Washington and Wall Street, and most of the financial press is only
beginning to take note. When analysts do comment on the strength or
weakness in the dollar, they are most often referring to its value in
terms of foreign exchange; little attention is given to the value of
the dollar in terms of gold. When headlines do herald that the price
of gold is rising, there is little recognition that, since gold is
quoted in dollars, it is just as true that the dollar is falling. It
is gold that is a benchmark for the value of the dollar – not the
other way around. When the dollar price of gold is on the rise, the
dollar prices of oil and other commodities have historically kept
pace. I just

It is only the nominal price of oil that has reached record levels;
in real terms, we are still on the road to recovery from the genuine
energy crisis that culminated with Hurricane Katrina. Although it is
the accepted convention to calculate the real price of an asset from
official government measures of inflation such as the CPI, this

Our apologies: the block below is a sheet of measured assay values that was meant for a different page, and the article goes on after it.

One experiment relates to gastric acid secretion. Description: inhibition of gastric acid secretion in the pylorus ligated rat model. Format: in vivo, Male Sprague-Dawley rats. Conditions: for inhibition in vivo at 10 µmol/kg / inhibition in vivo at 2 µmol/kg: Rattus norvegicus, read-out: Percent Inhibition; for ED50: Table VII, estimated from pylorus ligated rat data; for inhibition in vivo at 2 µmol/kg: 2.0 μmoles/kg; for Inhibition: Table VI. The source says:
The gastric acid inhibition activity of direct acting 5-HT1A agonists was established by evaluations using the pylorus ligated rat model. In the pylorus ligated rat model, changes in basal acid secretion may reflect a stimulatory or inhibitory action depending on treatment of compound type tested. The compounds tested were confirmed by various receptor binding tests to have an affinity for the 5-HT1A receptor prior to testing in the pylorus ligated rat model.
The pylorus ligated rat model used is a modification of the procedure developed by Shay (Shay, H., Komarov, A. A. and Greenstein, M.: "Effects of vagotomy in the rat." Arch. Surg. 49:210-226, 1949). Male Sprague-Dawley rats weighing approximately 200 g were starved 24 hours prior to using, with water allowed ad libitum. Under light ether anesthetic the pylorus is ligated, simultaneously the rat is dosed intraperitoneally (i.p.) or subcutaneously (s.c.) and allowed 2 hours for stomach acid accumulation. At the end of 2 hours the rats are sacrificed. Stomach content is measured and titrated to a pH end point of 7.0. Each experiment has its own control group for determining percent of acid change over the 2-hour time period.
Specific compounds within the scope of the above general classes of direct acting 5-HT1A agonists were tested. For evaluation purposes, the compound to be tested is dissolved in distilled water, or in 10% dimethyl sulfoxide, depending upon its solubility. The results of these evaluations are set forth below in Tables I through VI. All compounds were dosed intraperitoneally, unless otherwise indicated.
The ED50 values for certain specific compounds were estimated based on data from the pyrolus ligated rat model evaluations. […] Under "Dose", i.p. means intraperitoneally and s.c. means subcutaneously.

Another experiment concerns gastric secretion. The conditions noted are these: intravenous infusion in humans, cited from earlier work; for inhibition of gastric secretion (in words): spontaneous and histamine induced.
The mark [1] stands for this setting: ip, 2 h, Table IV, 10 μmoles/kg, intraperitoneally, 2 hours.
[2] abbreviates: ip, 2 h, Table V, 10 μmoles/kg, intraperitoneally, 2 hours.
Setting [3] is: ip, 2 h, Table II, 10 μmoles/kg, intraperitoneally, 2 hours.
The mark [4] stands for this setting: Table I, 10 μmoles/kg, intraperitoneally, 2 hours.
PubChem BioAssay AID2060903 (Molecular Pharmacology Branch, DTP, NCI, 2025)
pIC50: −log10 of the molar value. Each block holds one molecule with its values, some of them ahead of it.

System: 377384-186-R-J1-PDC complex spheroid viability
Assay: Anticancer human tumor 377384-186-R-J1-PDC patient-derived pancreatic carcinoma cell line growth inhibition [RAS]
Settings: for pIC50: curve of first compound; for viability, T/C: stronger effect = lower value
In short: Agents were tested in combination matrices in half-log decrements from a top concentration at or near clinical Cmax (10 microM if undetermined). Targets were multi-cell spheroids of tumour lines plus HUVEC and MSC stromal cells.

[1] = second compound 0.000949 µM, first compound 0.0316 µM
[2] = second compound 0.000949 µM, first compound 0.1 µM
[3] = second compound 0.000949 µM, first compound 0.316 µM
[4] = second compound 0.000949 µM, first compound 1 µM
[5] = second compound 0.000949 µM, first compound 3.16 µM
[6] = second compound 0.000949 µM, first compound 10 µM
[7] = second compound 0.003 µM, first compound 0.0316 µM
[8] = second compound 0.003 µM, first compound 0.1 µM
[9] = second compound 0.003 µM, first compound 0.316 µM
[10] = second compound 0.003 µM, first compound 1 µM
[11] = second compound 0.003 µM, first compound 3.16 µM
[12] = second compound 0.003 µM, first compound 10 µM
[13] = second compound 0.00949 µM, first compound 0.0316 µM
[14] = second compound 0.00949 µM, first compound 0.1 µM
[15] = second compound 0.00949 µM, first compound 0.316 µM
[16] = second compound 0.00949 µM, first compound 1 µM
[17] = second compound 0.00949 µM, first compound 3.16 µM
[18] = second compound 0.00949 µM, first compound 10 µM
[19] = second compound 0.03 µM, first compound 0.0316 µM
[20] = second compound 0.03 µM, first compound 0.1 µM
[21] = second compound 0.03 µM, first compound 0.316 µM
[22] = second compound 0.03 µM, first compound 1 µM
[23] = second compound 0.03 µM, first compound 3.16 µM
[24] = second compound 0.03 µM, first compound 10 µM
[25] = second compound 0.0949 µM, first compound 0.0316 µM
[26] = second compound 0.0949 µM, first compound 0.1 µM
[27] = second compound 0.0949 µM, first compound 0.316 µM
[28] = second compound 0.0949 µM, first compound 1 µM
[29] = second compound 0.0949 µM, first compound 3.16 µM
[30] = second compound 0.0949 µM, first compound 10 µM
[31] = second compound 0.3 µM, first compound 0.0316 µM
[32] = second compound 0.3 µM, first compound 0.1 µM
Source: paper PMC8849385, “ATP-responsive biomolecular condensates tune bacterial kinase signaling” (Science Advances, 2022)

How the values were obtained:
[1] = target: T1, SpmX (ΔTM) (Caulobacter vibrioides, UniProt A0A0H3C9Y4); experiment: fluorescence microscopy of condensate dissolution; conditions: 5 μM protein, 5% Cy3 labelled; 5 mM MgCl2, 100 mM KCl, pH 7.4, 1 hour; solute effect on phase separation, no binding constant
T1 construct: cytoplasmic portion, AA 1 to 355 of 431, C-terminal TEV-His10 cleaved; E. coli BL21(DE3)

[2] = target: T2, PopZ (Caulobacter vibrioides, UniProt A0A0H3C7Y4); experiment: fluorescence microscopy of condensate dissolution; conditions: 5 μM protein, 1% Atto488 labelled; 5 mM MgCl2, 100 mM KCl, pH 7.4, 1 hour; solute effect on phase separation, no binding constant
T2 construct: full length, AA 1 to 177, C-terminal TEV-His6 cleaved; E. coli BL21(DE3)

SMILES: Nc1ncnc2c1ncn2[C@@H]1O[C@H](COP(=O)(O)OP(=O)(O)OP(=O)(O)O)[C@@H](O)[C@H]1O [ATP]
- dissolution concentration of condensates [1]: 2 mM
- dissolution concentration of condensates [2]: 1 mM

would be a mistake in the case of energy. Since oil is traded in
fast- moving markets worldwide, its real price can only be assessed
by comparison with other internationally traded commodities; for this
purpose the U.S. cost of living index is irrelevant. We suggest
instead using an index of precious-metals prices.

The adjacent chart shows the divergent picture of the oil market
that emerges when representative oil prices (West Texas Crude) are
expressed in real terms. The solid line charts changes in the ratio
of the price of oil to a price index for precious metals over the
past half century. While the chart shows abundant variations in the